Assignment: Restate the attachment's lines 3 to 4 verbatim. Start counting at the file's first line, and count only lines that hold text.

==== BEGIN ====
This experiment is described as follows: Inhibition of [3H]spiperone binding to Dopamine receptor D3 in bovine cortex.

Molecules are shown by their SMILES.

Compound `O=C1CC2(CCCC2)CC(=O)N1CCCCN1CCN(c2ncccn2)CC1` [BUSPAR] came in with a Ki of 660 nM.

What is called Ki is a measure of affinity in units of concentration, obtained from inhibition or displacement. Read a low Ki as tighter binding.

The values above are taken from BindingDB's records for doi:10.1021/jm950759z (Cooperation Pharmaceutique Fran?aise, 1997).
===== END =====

Compound `O=C1CC2(CCCC2)CC(=O)N1CCCCN1CCN(c2ncccn2)CC1` [BUSPAR] came in with a Ki of 660 nM.

What is called Ki is a measure of affinity in units of concentration, obtained from inhibition or displacement. Read a low Ki as tighter binding.